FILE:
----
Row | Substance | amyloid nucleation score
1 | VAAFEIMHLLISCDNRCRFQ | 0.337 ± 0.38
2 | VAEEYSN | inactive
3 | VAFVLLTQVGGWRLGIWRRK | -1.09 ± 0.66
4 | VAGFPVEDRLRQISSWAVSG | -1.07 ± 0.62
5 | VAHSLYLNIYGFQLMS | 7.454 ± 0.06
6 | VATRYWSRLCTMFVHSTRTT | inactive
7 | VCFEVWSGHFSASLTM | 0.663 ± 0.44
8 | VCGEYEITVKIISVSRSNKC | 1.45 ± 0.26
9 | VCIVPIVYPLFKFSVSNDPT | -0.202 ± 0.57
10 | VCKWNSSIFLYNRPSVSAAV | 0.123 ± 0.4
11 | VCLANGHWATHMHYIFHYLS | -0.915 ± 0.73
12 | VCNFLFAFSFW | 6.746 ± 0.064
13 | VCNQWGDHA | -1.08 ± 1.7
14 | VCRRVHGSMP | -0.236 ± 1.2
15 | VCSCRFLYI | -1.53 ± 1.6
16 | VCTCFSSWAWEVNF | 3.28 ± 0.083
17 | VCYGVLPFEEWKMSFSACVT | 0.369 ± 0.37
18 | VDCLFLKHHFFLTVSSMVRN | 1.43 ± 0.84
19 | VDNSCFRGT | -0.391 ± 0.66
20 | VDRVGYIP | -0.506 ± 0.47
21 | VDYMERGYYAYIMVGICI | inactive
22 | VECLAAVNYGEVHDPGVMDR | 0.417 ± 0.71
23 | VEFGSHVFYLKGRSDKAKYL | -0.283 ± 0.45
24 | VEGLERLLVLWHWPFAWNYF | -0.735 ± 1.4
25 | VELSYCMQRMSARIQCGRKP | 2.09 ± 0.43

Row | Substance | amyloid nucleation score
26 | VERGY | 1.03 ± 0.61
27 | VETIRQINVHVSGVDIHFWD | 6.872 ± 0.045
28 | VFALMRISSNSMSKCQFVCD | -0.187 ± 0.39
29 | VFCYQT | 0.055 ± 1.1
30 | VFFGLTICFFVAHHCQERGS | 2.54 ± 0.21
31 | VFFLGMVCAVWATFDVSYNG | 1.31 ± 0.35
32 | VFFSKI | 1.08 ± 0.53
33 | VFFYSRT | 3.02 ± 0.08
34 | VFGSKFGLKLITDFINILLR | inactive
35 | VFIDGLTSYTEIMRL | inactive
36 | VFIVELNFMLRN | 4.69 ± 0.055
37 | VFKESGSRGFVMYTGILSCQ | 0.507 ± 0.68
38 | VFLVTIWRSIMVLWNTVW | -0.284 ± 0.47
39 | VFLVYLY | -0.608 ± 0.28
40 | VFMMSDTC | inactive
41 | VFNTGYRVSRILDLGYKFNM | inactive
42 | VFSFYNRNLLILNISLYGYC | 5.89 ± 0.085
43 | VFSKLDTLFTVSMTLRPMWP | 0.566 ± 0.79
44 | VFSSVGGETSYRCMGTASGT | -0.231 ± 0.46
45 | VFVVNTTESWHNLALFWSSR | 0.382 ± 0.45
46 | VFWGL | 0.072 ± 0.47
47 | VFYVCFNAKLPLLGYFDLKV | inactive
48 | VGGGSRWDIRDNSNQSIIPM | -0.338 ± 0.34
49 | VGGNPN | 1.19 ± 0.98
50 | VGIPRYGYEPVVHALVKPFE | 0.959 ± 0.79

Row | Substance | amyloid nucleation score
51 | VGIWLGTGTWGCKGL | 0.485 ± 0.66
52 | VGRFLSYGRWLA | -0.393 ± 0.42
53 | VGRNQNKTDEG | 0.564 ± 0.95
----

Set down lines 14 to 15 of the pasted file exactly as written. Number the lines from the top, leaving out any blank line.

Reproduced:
13 | VCNQWGDHA | -1.08 ± 1.7
14 | VCRRVHGSMP | -0.236 ± 1.2